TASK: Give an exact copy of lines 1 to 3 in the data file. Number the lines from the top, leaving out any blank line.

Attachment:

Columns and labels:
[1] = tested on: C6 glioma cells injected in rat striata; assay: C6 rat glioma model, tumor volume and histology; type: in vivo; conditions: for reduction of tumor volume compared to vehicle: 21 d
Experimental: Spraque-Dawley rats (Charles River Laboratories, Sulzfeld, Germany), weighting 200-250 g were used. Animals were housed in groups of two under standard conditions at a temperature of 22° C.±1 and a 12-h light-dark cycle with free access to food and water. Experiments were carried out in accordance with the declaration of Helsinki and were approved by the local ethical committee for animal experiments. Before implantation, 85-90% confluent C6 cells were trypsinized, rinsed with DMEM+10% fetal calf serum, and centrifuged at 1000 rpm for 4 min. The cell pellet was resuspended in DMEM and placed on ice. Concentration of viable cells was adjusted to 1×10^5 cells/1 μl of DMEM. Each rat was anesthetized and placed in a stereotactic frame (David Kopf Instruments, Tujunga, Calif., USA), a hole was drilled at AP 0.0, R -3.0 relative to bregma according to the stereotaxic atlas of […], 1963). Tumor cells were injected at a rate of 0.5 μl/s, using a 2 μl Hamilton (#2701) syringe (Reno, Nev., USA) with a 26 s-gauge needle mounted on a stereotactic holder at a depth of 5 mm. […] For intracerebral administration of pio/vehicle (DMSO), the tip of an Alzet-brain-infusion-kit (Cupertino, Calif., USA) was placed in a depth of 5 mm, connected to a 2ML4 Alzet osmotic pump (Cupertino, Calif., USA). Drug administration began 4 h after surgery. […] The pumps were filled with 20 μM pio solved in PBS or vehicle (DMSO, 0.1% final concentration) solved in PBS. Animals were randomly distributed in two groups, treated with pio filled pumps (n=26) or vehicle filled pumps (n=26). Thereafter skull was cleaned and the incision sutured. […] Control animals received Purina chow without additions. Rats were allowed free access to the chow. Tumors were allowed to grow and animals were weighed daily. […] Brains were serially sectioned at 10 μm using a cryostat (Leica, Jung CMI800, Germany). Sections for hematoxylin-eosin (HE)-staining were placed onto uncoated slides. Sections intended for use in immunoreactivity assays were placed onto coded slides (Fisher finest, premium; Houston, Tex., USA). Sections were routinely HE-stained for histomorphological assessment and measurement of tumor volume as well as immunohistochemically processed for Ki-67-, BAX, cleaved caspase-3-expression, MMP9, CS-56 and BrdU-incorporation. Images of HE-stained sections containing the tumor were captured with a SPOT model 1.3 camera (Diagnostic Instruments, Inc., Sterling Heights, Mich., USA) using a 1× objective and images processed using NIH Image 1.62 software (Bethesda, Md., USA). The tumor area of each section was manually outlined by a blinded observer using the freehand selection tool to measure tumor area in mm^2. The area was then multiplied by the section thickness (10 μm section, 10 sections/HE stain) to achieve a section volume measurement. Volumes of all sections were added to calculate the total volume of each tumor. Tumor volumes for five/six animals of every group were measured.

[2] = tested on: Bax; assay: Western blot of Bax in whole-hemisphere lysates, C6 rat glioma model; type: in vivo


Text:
Columns and labels:
[1] = tested on: C6 glioma cells injected in rat striata; assay: C6 rat glioma model, tumor volume and histology; type: in vivo; conditions: for reduction of tumor volume compared to vehicle: 21 d
Experimental: Spraque-Dawley rats (Charles River Laboratories, Sulzfeld, Germany), weighting 200-250 g were used. Animals were housed in groups of two under standard conditions at a temperature of 22° C.±1 and a 12-h light-dark cycle with free access to food and water. Experiments were carried out in accordance with the declaration of Helsinki and were approved by the local ethical committee for animal experiments. Before implantation, 85-90% confluent C6 cells were trypsinized, rinsed with DMEM+10% fetal calf serum, and centrifuged at 1000 rpm for 4 min. The cell pellet was resuspended in DMEM and placed on ice. Concentration of viable cells was adjusted to 1×10^5 cells/1 μl of DMEM. Each rat was anesthetized and placed in a stereotactic frame (David Kopf Instruments, Tujunga, Calif., USA), a hole was drilled at AP 0.0, R -3.0 relative to bregma according to the stereotaxic atlas of […], 1963). Tumor cells were injected at a rate of 0.5 μl/s, using a 2 μl Hamilton (#2701) syringe (Reno, Nev., USA) with a 26 s-gauge needle mounted on a stereotactic holder at a depth of 5 mm. […] For intracerebral administration of pio/vehicle (DMSO), the tip of an Alzet-brain-infusion-kit (Cupertino, Calif., USA) was placed in a depth of 5 mm, connected to a 2ML4 Alzet osmotic pump (Cupertino, Calif., USA). Drug administration began 4 h after surgery. […] The pumps were filled with 20 μM pio solved in PBS or vehicle (DMSO, 0.1% final concentration) solved in PBS. Animals were randomly distributed in two groups, treated with pio filled pumps (n=26) or vehicle filled pumps (n=26). Thereafter skull was cleaned and the incision sutured. […] Control animals received Purina chow without additions. Rats were allowed free access to the chow. Tumors were allowed to grow and animals were weighed daily. […] Brains were serially sectioned at 10 μm using a cryostat (Leica, Jung CMI800, Germany). Sections for hematoxylin-eosin (HE)-staining were placed onto uncoated slides. Sections intended for use in immunoreactivity assays were placed onto coded slides (Fisher finest, premium; Houston, Tex., USA). Sections were routinely HE-stained for histomorphological assessment and measurement of tumor volume as well as immunohistochemically processed for Ki-67-, BAX, cleaved caspase-3-expression, MMP9, CS-56 and BrdU-incorporation. Images of HE-stained sections containing the tumor were captured with a SPOT model 1.3 camera (Diagnostic Instruments, Inc., Sterling Heights, Mich., USA) using a 1× objective and images processed using NIH Image 1.62 software (Bethesda, Md., USA). The tumor area of each section was manually outlined by a blinded observer using the freehand selection tool to measure tumor area in mm^2. The area was then multiplied by the section thickness (10 μm section, 10 sections/HE stain) to achieve a section volume measurement. Volumes of all sections were added to calculate the total volume of each tumor. Tumor volumes for five/six animals of every group were measured.